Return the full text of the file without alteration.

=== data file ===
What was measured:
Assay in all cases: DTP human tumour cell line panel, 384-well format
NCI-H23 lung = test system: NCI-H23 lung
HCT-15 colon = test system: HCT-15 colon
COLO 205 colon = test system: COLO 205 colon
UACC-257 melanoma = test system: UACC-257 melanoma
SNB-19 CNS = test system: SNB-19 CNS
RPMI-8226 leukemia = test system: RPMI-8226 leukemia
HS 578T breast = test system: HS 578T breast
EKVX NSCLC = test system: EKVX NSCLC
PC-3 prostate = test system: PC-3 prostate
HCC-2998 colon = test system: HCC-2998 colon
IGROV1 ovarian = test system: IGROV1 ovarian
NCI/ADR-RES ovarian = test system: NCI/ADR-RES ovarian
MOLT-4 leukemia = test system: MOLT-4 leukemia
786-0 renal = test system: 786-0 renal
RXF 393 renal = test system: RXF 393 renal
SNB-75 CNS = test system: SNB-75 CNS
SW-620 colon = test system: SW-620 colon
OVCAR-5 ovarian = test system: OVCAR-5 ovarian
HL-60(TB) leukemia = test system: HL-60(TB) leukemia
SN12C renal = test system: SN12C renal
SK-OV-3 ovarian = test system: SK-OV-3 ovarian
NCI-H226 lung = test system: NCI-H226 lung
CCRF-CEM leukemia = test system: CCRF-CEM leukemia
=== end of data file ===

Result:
What was measured:
Assay in all cases: DTP human tumour cell line panel, 384-well format
NCI-H23 lung = test system: NCI-H23 lung
HCT-15 colon = test system: HCT-15 colon
COLO 205 colon = test system: COLO 205 colon
UACC-257 melanoma = test system: UACC-257 melanoma
SNB-19 CNS = test system: SNB-19 CNS
RPMI-8226 leukemia = test system: RPMI-8226 leukemia
HS 578T breast = test system: HS 578T breast
EKVX NSCLC = test system: EKVX NSCLC
PC-3 prostate = test system: PC-3 prostate
HCC-2998 colon = test system: HCC-2998 colon
IGROV1 ovarian = test system: IGROV1 ovarian
NCI/ADR-RES ovarian = test system: NCI/ADR-RES ovarian
MOLT-4 leukemia = test system: MOLT-4 leukemia
786-0 renal = test system: 786-0 renal
RXF 393 renal = test system: RXF 393 renal
SNB-75 CNS = test system: SNB-75 CNS
SW-620 colon = test system: SW-620 colon
OVCAR-5 ovarian = test system: OVCAR-5 ovarian
HL-60(TB) leukemia = test system: HL-60(TB) leukemia
SN12C renal = test system: SN12C renal
SK-OV-3 ovarian = test system: SK-OV-3 ovarian
NCI-H226 lung = test system: NCI-H226 lung
CCRF-CEM leukemia = test system: CCRF-CEM leukemia